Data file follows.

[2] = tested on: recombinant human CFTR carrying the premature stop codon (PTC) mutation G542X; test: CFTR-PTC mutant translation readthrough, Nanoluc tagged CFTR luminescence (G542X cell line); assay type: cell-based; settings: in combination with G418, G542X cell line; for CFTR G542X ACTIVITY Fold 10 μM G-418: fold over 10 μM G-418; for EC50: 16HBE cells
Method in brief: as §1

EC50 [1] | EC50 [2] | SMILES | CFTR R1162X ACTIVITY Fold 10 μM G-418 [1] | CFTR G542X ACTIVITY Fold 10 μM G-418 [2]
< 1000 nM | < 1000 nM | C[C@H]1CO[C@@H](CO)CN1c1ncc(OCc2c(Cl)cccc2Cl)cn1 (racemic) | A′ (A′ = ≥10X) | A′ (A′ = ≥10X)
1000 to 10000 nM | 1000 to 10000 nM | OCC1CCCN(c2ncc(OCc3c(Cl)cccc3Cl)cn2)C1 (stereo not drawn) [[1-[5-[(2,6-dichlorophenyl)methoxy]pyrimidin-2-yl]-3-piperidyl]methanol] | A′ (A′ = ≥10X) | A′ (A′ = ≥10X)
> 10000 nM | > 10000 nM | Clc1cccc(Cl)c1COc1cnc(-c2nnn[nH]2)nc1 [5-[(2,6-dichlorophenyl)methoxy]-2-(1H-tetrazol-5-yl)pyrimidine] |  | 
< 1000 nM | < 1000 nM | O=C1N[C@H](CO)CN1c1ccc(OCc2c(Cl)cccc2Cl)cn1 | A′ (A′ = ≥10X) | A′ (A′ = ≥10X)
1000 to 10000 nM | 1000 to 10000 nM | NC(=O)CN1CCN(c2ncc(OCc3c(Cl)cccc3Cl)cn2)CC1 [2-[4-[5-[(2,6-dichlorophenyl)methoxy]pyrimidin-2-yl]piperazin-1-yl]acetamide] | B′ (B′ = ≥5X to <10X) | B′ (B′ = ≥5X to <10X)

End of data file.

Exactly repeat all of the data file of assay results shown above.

[2] = tested on: recombinant human CFTR carrying the premature stop codon (PTC) mutation G542X; test: CFTR-PTC mutant translation readthrough, Nanoluc tagged CFTR luminescence (G542X cell line); assay type: cell-based; settings: in combination with G418, G542X cell line; for CFTR G542X ACTIVITY Fold 10 μM G-418: fold over 10 μM G-418; for EC50: 16HBE cells
Method in brief: as §1

EC50 [1] | EC50 [2] | SMILES | CFTR R1162X ACTIVITY Fold 10 μM G-418 [1] | CFTR G542X ACTIVITY Fold 10 μM G-418 [2]
< 1000 nM | < 1000 nM | C[C@H]1CO[C@@H](CO)CN1c1ncc(OCc2c(Cl)cccc2Cl)cn1 (racemic) | A′ (A′ = ≥10X) | A′ (A′ = ≥10X)
1000 to 10000 nM | 1000 to 10000 nM | OCC1CCCN(c2ncc(OCc3c(Cl)cccc3Cl)cn2)C1 (stereo not drawn) [[1-[5-[(2,6-dichlorophenyl)methoxy]pyrimidin-2-yl]-3-piperidyl]methanol] | A′ (A′ = ≥10X) | A′ (A′ = ≥10X)
> 10000 nM | > 10000 nM | Clc1cccc(Cl)c1COc1cnc(-c2nnn[nH]2)nc1 [5-[(2,6-dichlorophenyl)methoxy]-2-(1H-tetrazol-5-yl)pyrimidine] |  | 
< 1000 nM | < 1000 nM | O=C1N[C@H](CO)CN1c1ccc(OCc2c(Cl)cccc2Cl)cn1 | A′ (A′ = ≥10X) | A′ (A′ = ≥10X)
1000 to 10000 nM | 1000 to 10000 nM | NC(=O)CN1CCN(c2ncc(OCc3c(Cl)cccc3Cl)cn2)CC1 [2-[4-[5-[(2,6-dichlorophenyl)methoxy]pyrimidin-2-yl]piperazin-1-yl]acetamide] | B′ (B′ = ≥5X to <10X) | B′ (B′ = ≥5X to <10X)